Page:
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Please use this identifier to cite or link to this item: http://hdl.handle.net/2031/4263

Title: The effect of expertise on creative problem solving
Other Titles: Zhuan ye zhi shi dui jie jue chuang yi xing wen ti de ying xiang
專業知識對解決創意性問題的影嚮
Authors: Sio, Ut Na (蕭月娜)
Department: Dept. of Applied Social Studies
Degree: Master of Philosophy
Issue Date: 2005
Publisher: City University of Hong Kong
Subjects: Creative thinking
Expertise
Problem solving
Notes: CityU Call Number: BF378.E94 S56 2005
Includes bibliographical references (leaves 68-72)
Thesis (M.Phil.)--City University of Hong Kong, 2005
v, 82 leaves : ill. ; 30 cm. + 1 CD-ROM (4 3/4 in.)
Type: Thesis
Abstract: This experimental study was set up to examine if experts’ domain-related knowledge induces fixation effect on creative problem solving, and explore the role of an incubation period in creative problem solving. Three hypotheses were put forward and tested. The first one proposed that experts’ automatically activated domain-related knowledge fixates their minds when solving creative problems containing irrelevant domain-related cues and inhibits their performance. The second one stated that an incubation period helps to increase sensitivity to relevant concepts, whereas the third one suggested that an incubation period helps to suppress sensitivity to irrelevant concepts. The 28 expert and 29 novice GO players solved 18 Remote Association Tasks (RATs, adapted from Mednick, 1962) and Lexical Decision Tasks (LDTs) under Immediate (IM), Rest (RE), and Incubation Conditions (IN). After each RAT, a set of LDTs incorporating the RAT solution and the irrelevant concepts was presented, either immediately (IM), or after a two minute delay (RE), or after a two minute delay filled with incubation tasks (IN). The findings on the RAT performance support the hypothesized negative effect of expertise on creative problem solving. The findings on the LDT performance support the notion that the spread of activation occurring during an incubation period sensitizes problem solvers to relevant concepts. This study goes further to suggest that the spread of activation occurs only in a fixated mind. However, the hypothesized role of an incubation period in desensitizing problem solver to irrelevant concepts is not supported in this study.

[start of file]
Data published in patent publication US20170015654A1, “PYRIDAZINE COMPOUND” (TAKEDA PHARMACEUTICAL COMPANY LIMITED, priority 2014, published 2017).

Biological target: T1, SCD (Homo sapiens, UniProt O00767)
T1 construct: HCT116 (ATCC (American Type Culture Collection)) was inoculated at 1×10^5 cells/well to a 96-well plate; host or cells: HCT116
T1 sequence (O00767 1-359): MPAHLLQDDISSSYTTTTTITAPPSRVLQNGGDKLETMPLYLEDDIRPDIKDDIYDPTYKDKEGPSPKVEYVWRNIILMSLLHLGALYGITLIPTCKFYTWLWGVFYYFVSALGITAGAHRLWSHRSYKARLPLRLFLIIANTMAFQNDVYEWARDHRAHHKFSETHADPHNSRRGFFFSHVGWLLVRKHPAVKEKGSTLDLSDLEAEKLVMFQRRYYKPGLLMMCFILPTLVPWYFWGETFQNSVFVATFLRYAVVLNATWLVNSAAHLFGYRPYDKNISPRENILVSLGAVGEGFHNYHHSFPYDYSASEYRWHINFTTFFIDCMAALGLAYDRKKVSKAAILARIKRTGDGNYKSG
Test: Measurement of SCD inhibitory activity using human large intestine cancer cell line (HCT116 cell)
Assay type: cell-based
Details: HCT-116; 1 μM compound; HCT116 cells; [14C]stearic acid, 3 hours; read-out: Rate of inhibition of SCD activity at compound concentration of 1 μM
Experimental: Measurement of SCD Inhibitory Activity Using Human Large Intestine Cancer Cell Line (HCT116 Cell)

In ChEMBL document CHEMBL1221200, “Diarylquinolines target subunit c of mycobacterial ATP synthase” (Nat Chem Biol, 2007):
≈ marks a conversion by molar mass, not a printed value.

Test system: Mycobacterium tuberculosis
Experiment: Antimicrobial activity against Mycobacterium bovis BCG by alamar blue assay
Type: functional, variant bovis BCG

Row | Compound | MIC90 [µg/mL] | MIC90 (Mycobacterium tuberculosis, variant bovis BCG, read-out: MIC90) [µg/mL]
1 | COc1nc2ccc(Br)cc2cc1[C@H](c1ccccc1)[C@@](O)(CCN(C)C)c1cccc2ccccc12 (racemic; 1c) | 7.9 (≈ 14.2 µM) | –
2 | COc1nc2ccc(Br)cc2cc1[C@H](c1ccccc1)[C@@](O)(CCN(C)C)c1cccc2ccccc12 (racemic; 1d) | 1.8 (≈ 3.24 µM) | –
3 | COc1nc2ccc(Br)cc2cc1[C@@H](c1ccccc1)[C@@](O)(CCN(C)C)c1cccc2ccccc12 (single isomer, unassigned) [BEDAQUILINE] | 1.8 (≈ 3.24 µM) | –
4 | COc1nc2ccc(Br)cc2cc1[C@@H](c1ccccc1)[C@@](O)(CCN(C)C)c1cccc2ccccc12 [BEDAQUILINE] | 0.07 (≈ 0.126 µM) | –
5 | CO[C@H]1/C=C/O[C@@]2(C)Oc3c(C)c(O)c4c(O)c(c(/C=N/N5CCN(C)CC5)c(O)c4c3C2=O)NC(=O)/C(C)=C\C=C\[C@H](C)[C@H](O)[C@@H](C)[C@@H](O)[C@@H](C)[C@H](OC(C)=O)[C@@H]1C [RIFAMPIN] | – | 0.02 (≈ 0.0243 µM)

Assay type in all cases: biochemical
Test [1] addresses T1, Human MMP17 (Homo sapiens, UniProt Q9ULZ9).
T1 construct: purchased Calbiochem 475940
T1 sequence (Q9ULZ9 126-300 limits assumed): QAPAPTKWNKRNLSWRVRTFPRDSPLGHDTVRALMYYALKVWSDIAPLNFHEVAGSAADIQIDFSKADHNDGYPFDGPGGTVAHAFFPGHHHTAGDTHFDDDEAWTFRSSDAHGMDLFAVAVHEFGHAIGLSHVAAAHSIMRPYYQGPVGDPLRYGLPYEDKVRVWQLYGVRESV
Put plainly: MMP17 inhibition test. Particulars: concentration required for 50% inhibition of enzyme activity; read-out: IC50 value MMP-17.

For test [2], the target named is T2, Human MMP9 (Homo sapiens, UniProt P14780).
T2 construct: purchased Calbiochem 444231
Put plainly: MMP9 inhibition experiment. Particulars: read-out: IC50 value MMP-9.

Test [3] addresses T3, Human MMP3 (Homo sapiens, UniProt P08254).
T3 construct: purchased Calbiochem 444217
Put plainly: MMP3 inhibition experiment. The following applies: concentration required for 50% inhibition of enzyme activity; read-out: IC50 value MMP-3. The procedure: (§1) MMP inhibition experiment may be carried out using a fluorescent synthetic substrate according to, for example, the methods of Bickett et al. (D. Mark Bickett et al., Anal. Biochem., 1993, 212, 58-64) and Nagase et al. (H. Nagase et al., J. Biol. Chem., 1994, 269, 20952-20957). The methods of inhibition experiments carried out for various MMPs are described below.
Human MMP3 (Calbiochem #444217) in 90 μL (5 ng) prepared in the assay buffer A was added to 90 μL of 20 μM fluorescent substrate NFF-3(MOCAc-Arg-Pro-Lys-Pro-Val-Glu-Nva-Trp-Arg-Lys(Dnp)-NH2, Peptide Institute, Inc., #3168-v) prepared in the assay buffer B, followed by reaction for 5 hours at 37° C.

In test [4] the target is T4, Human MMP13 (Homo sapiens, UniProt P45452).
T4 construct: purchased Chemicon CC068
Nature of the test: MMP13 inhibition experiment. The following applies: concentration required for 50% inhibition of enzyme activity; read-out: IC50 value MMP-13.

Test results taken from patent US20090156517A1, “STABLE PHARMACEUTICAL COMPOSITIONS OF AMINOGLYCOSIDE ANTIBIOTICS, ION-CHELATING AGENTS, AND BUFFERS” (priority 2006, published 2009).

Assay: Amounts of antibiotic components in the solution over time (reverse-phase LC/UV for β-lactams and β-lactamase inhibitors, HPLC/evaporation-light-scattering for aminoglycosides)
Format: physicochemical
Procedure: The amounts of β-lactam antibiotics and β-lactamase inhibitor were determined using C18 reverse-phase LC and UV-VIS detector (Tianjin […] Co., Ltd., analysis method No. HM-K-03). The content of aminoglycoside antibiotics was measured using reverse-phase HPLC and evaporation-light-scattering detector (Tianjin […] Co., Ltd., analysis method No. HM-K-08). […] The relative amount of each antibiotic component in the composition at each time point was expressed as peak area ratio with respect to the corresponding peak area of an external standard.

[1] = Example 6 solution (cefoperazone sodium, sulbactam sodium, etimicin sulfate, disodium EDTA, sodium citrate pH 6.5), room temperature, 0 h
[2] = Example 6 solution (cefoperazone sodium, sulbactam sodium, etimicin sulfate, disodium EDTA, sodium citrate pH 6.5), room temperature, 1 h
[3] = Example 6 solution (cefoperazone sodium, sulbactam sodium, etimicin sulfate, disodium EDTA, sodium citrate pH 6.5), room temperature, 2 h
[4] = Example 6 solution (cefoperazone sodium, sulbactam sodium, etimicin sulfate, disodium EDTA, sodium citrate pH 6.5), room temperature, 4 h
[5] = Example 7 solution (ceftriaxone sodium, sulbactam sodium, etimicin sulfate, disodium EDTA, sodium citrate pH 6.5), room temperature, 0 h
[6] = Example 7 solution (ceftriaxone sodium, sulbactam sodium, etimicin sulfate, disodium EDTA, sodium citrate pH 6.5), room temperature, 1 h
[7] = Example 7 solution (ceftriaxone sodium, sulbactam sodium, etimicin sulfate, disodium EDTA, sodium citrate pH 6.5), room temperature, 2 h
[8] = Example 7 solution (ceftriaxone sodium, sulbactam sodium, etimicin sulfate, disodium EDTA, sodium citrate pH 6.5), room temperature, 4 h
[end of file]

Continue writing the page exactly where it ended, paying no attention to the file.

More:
Online Catalog Link: http://lib.cityu.edu.hk/record=b1988611
Appears in Collections:SS - Master of Philosophy

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